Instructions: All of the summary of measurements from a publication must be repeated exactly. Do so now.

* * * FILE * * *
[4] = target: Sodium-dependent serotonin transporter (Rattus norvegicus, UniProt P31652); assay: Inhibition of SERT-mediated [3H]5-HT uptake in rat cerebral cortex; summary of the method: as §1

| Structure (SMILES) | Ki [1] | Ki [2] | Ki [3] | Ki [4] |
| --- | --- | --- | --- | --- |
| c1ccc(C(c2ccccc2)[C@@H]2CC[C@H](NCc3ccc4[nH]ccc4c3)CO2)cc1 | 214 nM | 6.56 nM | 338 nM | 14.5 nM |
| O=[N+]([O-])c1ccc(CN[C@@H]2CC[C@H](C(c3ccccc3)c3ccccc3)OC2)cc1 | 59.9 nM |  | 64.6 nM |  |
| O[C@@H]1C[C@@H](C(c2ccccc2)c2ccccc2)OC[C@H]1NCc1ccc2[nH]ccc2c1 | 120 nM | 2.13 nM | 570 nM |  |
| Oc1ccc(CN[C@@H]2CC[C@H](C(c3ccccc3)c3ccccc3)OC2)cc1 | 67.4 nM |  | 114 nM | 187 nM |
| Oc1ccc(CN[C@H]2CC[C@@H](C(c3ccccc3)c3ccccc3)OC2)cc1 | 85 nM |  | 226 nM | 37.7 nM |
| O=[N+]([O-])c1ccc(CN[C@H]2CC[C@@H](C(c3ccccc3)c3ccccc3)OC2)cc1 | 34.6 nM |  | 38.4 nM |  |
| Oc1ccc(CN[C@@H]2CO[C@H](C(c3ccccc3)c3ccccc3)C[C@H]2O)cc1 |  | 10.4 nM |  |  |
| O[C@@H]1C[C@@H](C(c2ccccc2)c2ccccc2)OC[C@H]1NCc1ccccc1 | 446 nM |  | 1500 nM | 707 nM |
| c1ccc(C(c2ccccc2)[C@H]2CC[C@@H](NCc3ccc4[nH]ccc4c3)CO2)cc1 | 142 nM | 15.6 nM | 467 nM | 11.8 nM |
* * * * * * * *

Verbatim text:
[4] = target: Sodium-dependent serotonin transporter (Rattus norvegicus, UniProt P31652); assay: Inhibition of SERT-mediated [3H]5-HT uptake in rat cerebral cortex; summary of the method: as §1

| Structure (SMILES) | Ki [1] | Ki [2] | Ki [3] | Ki [4] |
| --- | --- | --- | --- | --- |
| c1ccc(C(c2ccccc2)[C@@H]2CC[C@H](NCc3ccc4[nH]ccc4c3)CO2)cc1 | 214 nM | 6.56 nM | 338 nM | 14.5 nM |
| O=[N+]([O-])c1ccc(CN[C@@H]2CC[C@H](C(c3ccccc3)c3ccccc3)OC2)cc1 | 59.9 nM |  | 64.6 nM |  |
| O[C@@H]1C[C@@H](C(c2ccccc2)c2ccccc2)OC[C@H]1NCc1ccc2[nH]ccc2c1 | 120 nM | 2.13 nM | 570 nM |  |
| Oc1ccc(CN[C@@H]2CC[C@H](C(c3ccccc3)c3ccccc3)OC2)cc1 | 67.4 nM |  | 114 nM | 187 nM |
| Oc1ccc(CN[C@H]2CC[C@@H](C(c3ccccc3)c3ccccc3)OC2)cc1 | 85 nM |  | 226 nM | 37.7 nM |
| O=[N+]([O-])c1ccc(CN[C@H]2CC[C@@H](C(c3ccccc3)c3ccccc3)OC2)cc1 | 34.6 nM |  | 38.4 nM |  |
| Oc1ccc(CN[C@@H]2CO[C@H](C(c3ccccc3)c3ccccc3)C[C@H]2O)cc1 |  | 10.4 nM |  |  |
| O[C@@H]1C[C@@H](C(c2ccccc2)c2ccccc2)OC[C@H]1NCc1ccccc1 | 446 nM |  | 1500 nM | 707 nM |
| c1ccc(C(c2ccccc2)[C@H]2CC[C@@H](NCc3ccc4[nH]ccc4c3)CO2)cc1 | 142 nM | 15.6 nM | 467 nM | 11.8 nM |